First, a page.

Long-term quiescence or dormancy preserves the genomic integrity as well as the long-term self-renewal and functional capacities of hematopoietic stem cells (HSCs) during homeostasis. In response to infections, inflammatory or chemotherapy induced stress, dormant HSCs (dHSCs) become reversibly activated and are critical for the re-establishment of homeostasis. In our previous work, we defined the molecular landscape of HSCs and its immediate progenitors by determining their DNA-methylome, RNA- transcriptome and their proteome (Cabezas-Wallscheid et al., Cell Stem Cell 2014). This revealed the vitamin A/retinoic acid (RA) signaling pathway to be molecularly predominantly enriched in HSCs. However, the functional relevance of dietary vitamin A for maintenance of HSCs remains uncertain. Moreover, the molecular identity of very rare dHSCs as well as the mechanism regulating their maintenance or the transition out and back into dormancy remains unknown.

We now show by single-cell RNA-seq analysis of >300 dHSCs and active HSCs (aHSCs) that the molecular transition from the most inactive dHSCs cluster to the most active HSCs can be best described as a continuous stream-like process linked to a steadily increasing metabolic activation. These single cell derived data are not consistent with a binary switch model, but instead suggest that activation/ differentiation downstream of dHSCs occurs in a continuum without the generation of discrete progenitor cell types. During this process,protein synthesis is increased first, followed by the increase of cell cycle related components. We then measured the time to first division starting from either a dHSC or an aHSC for 285 SiCs by single cell live cell imaging. We found that aHSCs showed an average of 29.5±0.7 hours to enter mitosis, while dHSCs needed 40.8±1.3 hours. This pronounced difference (11.3 hours) between two initially non-cycling populations suggests that dHSCs reside in a deeper level of quiescence, namely dormancy, which is also consistent with the molecular data mentioned above. The association of delayed cell cycle entry with the extremely low biosynthetic activity defines the status of dormancy and distinguishes it from quiescence. Furthermore, based on the acquired expression signatures, we describe the first marker-based, non-label retaining mouse model to specify dHSCs (Gpr-EGFP). We show molecularly and functionally that HSC-Gpr-pos cells resemble dHSCs demonstrating that the Gpr-EGFP mouse line can now be used as a simple alternative approach to track dHSCs and thus circumvent time-consuming label-retaining assays. The Gpr-EGFP model now allows to closely follow cell cycle dynamics within the dHSC compartment.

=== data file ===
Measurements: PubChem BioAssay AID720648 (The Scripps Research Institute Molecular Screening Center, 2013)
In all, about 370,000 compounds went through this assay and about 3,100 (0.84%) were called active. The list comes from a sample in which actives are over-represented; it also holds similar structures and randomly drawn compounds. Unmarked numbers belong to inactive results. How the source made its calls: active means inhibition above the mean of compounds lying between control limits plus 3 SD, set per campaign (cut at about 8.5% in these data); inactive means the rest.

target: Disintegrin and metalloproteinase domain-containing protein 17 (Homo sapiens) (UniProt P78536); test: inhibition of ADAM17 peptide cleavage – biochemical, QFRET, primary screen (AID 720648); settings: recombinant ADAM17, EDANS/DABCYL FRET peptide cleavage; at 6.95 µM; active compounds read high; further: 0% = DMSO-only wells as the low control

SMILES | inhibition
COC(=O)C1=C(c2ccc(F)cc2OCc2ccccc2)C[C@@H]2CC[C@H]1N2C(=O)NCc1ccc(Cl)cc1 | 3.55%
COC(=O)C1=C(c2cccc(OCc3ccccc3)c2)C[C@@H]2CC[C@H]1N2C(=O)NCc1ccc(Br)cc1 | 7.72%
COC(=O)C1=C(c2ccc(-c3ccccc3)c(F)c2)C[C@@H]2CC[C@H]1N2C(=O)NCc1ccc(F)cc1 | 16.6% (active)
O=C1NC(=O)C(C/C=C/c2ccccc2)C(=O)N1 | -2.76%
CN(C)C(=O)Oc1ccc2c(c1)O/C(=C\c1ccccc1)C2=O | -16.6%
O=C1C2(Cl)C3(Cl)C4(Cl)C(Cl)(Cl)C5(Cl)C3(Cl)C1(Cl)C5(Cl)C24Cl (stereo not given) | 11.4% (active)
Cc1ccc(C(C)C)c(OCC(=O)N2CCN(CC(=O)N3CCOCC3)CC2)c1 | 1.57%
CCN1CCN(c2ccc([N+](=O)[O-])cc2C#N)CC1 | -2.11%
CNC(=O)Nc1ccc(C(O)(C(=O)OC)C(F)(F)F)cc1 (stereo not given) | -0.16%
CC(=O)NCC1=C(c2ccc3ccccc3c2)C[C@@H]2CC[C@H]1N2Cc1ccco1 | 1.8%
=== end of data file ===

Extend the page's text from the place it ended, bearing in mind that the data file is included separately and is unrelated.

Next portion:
Importantly, the mechanism regulating maintenance and the transition out of dormancy remains unknown. Our data focusing specifically on the most primitive HSCs revealed a critical role for vitamin A/RA signaling in controlling the cell cycle plasticity of dHSCs. We now show by in vitro and in vivo experiments, that treatment with the RA agonist all-trans retinoic-acid (ATRA) preserves dHSCs and maintains critical properties of HSCs. This includes maintenance of long-term self-renewal, low proliferation associated with decreased levels of Cdk6, expression of key transcription factors (Hoxb4), reduced protein synthesis and low levels of reactive oxygen species (ROS) as well as low Myc protein levels. Indeed, in response to activation signals, the presence of ATRA prevents up-regulation of c-Myc protein in HSCs and the effects of ATRA or drug induced Myc inhibition result in similar consequences on HSCs. Moreover, ATRA not only represses ROS production, but also prevents HSCs from entering the cell cycle upon diverse stress stimuli (pIC, LPS, 5-FU) in vivo. Most of the studies on vitamin A deficit-associated immunodeficiency are dedicated to the impaired function of lymphocytes. Thus, we analyzed the consequences of a vitamin A deficient diet for dormant HSCs. Strikingly, we found that HSCs are progressively lost over time and dHSCs did not recover after pIC-mediated activation in the absence of vitamin A. Collectively, these data uncover a critical role of vitamin A/RA signaling for the re-establishment of the dormant HSC population after stress-mediated activation. Together, our results highlight a so far unrecognized impact of dietary vitamin A on the regulation of cell cycle mediated stem cell plasticity.


No relevant conflicts of interest to declare.

Author notes


Asterisk with author names denotes non-ASH members.

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